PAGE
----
The art of glassmaking is an ancient practice that dates back to the Late Bronze Age: anthropologists believe that Ancient Egyptians or Mesopotamians made the first glass vessels around 1500 BCE. On the eastern edge of the Roman Empire, the Phoenicians invented the technique of glassblowing around 500 BCE. Their new technology caught on quickly and spread rapidly across the expansive Empire, where each new culture it encountered developed glassblowing further. The Franks created glass molds and developed claw decorations, the Bohemians created innovative methods for ornamenting intricate pieces that were as much form as function. Renaissance Europe witnessed the revitalization of the glass industry in Italy, where Venetian artisans became world-famous for their beautiful, colorful Murano glass.
Although glass art techniques continued to improve and grow in variety as available technologies and chemistries improved, glass art remained an exclusive medium available only to professional artisans employed by glass factories. This was due to limitations on contemporary furnace technology, which only provided for the creation and manipulation of glass on a massive scale, with furnaces containing thousands or more pounds of glass. However, in the 1960’s, glassblowing left the world of factories and large-scale institutions and entered the studios of individual artists, thanks to the efforts of Harvey Littleton, a ceramic professor, and Dominick Labino, a chemist and engineer. These two began experimenting with furnace tech, glass recipes, and blowing techniques to create a glass mix that was meltable and workable in a small, studio size furnace, and in doing so created an entirely new art form known as studio glass. One of Littleton’s students, Dale Chihuly, went on to revolutionize the art world with his works in glass – brightly-abstract, expressive, organic installations, which can now be found in fine museums and galleries the world over.
In the 1980’s, a new force entered the cannabis glass scene, a name many stoners know well – Snodgrass. Bob Snodgrass is generally agreed upon to be the Godfather of artistic hard glass in America, and even if you don’t know his name, you have probably seen and smoked out of his (or his apprentices’) work. Bob and his family travelled across the country before settling in Oregon, and Eugene, OR is now the Mecca for artistic, borosilicate glass. Bob’s experimentation with glass and glassblowing resulted in him discovering how to add silver and gold to pieces, transforming the potentials for decoration and colored glass. Glassblowers have gone from having 12 to 15 colors to choose from to 200 to 300, and with a growing market driving demand, the forms and designs available are more fantastical than ever.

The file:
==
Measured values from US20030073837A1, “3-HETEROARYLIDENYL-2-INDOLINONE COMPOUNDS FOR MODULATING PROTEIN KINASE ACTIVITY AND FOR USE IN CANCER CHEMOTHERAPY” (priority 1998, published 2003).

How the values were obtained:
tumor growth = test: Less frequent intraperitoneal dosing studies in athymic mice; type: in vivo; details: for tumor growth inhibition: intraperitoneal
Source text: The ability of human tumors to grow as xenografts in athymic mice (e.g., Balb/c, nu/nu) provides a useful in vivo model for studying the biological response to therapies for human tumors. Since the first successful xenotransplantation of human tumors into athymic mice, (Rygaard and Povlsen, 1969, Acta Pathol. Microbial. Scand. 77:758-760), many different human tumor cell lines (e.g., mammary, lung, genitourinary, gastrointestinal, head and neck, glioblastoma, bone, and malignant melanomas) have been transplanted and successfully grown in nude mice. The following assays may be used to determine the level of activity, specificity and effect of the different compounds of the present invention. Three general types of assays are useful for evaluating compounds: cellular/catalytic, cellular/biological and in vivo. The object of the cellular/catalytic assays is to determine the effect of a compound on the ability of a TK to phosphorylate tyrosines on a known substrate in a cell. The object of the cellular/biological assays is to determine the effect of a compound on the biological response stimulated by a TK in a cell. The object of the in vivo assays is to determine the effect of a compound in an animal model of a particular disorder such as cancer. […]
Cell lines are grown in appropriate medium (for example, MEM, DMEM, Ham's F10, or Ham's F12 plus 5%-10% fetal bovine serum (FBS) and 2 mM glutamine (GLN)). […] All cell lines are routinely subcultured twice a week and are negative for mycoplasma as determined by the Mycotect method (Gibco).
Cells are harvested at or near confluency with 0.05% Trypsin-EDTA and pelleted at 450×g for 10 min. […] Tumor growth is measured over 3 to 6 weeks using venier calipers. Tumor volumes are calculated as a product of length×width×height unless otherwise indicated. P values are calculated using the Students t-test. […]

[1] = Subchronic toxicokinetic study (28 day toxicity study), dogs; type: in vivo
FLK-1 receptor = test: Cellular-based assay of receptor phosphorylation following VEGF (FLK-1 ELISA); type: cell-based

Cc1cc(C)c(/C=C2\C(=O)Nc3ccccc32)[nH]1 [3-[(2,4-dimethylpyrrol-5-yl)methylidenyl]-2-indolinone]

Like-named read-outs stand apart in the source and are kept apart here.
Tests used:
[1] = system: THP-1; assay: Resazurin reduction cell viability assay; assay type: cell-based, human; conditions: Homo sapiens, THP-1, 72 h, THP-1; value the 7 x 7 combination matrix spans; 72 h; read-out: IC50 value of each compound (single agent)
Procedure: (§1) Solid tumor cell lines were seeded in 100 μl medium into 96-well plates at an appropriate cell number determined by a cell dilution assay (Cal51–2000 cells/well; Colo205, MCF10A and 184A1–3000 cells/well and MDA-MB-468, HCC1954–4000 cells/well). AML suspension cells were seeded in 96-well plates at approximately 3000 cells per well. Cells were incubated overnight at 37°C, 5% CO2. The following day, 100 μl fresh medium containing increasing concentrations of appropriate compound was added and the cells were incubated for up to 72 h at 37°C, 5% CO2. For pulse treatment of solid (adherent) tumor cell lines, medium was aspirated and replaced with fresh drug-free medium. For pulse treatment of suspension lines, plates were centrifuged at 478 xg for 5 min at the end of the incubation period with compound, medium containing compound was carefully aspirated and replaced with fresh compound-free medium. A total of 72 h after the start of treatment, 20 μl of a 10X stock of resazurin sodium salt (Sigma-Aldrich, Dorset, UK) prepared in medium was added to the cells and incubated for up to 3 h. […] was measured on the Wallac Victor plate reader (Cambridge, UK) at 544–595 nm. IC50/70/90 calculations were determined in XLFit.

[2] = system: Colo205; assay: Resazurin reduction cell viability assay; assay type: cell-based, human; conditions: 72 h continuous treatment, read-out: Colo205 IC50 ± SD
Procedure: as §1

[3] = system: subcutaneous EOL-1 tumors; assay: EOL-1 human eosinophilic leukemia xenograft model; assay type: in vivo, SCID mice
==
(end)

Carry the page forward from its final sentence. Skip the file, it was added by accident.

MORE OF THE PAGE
Nowadays, conventions and competitions showcase talents in the functional glassblowing community, and there are even brick-and-mortar galleries proudly displaying the work of modern functional glass artisans. In stylish New York, Mr. Grey of Grey Space Art seeks to bring the world of contemporary art and the world of cannabis counterculture together. Recognizing the artistic value of modern blown functional glass, Mr. Grey showcases artists “daring enough to be labeled as radical, subversive, and rebellious”, while also working to put them in touch with contemporary art fans and collectors. In Pipemasters Collab, a two-week glassblowing marathon, distinguished glass artists from all over the world flock to Seattle to network, collaborate, and create beautiful, one-of-a-kind pieces in front of fascinated fans.
Interested in upgrading your smoking experience to a true work of art? Visit the page of Robert Mickelsen, a glass artist whose pieces can take months to complete: mickelsenstudios.com. Snodgrass Glass is sold at a variety of quality accessory establishments, and is also available directly from his website at snodgrass.net. The website Functional Glass lists beautiful glass pieces from a staggering selection of glass artisans, organized by piece function, artist name, and more. One could truly spend hours just marveling at the intricate towers, swoops, chambers, appendages, spikes, percolators, and fantastic figures that combine to create pipes, bongs, and dab rigs beyond even the wildest imagination! functionalglassart.com
(4) History of glass
(6) Studio glass
(8) Grey Space Art